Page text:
Professor Kunle Olukotun, Pioneer of Multicore Processor Design, Receives ACM-IEEE CS Eckert-Mauchly Award
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LOS ALAMITOS, Calif, 7 June 2023 – The IEEE Computer Society (IEEE CS) announces that Kunle Olukotun, a Professor at Stanford University, is the recipient of the ACM-IEEE CS Eckert-Mauchly Award for contributions and leadership in the development of parallel systems, especially multicore and multithreaded processors.
Olukotun, the Cadence Design Professor of Electrical Engineering and Computer Science at Stanford University, is a pioneer in multicore processor design and the leader of the Stanford Hydra chip multiprocessor (CMP) research project. The Hydra project explored the design of CMP architectures composed of simple processors that would make it much easier to extract many types of thread-level parallelism (TLP) and the use of thread-level speculation (TLS) to simplify the task of developing parallelizing compilers. The advantages of CMPs were analyzed in a landmark paper presented at the ACM Conference on Architectural Support for Programming Languages and Operating Systems (ASPLOS 1996), entitled “The Case for a Single-Chip Multiprocessor.” This paper received the ASPLOS Most Influential Paper Award 15 years later.
Olukotun founded Afara Websystems to develop high-throughput, low-power multicore processors for server systems. The Afara multi-core, multi-thread processor, called Niagara, was acquired by Sun Microsystems and now powers Oracle’s SPARC-based servers. Today, almost all processors used in systems from mobile phones to datacenter servers use the multicore design concepts that were pioneered under the Hydra project.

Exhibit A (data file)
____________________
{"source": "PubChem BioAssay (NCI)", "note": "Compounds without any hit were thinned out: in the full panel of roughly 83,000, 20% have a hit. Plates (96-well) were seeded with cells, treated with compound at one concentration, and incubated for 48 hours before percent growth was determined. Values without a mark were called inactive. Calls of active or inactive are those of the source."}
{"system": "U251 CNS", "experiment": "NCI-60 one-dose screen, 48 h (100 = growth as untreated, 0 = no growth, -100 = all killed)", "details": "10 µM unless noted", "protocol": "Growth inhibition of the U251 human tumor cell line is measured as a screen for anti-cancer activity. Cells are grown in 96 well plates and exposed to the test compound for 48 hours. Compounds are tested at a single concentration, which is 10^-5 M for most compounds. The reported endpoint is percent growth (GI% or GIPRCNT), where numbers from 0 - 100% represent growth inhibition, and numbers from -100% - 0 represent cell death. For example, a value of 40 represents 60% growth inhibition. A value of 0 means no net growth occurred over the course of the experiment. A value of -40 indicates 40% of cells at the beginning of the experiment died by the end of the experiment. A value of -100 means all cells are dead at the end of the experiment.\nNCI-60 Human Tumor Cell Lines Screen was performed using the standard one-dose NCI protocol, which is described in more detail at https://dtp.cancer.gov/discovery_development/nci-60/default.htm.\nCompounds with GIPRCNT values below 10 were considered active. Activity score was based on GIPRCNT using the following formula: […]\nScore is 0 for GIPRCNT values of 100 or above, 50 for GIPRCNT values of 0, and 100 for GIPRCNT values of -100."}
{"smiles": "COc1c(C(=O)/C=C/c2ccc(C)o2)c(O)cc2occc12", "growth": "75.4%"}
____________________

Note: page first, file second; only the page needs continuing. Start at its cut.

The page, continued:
Olukotun and Christos Kozyrakis lead the design of the Transactional Coherence and Consistency (TCC) approach to simplify parallel programming. They co-authored the paper “Transactional Memory Coherence and Consistency,” which was presented at the 2004 International Symposium on Computer Architecture (ISCA) and received the Most Influential Paper Award in 2019. Olukotun is one of only two researchers who have received the Most Influential Paper Award from both ASPLOS and ISCA.
Olukotun was an innovator in the use of Domain-Specific Languages (DSLs) for programming heterogeneous parallel computers (multicores, graphics processing units, distributed computers). The Delite compiler framework was conceived to simplify the process of DSL development by providing common components such as parallel patterns, optimizations, and code generators, that could be used to develop high performance DSLs for many domains. The machine learning Delite-based DSL, called OptiML, pioneered many of the ideas underlying today’s machine learning frameworks (TensorFlow and PyTorch).
He developed the Reconfigurable Dataflow Architecture (RDA) as a domain specific accelerator for executing parallel patterns generated from Delite DSLs. RDAs outperform conventional architectures by mapping applications spatially across a chip to extract massive amounts of vector, pipeline, and stream-level parallelism. Olukotun co-founded SambaNova Systems which develops systems that use RDA technology to accelerate machine learning and AI applications.
A member of the National Academy of Engineering and the American Academy of Arts and Science., Olukotun is an ACM Fellow and an IEEE Fellow for contributions to multiprocessors on a chip design and the commercialization of this technology. He also received the IEEE CS Harry H. Goode Memorial Award. Olukotun received his Ph.D. in Computer Engineering from The University of Michigan.
ACM and IEEE Computer Society co-sponsor the Eckert-Mauchly Award, which was initiated in 1979. It recognizes contributions to computer and digital systems architecture and comes with a $5,000 prize. The award was named for John Presper Eckert and John William Mauchly, who collaborated on the design and construction of the Electronic Numerical Integrator and Computer (ENIAC), the pioneering large-scale electronic computing machine, which was completed in 1947.
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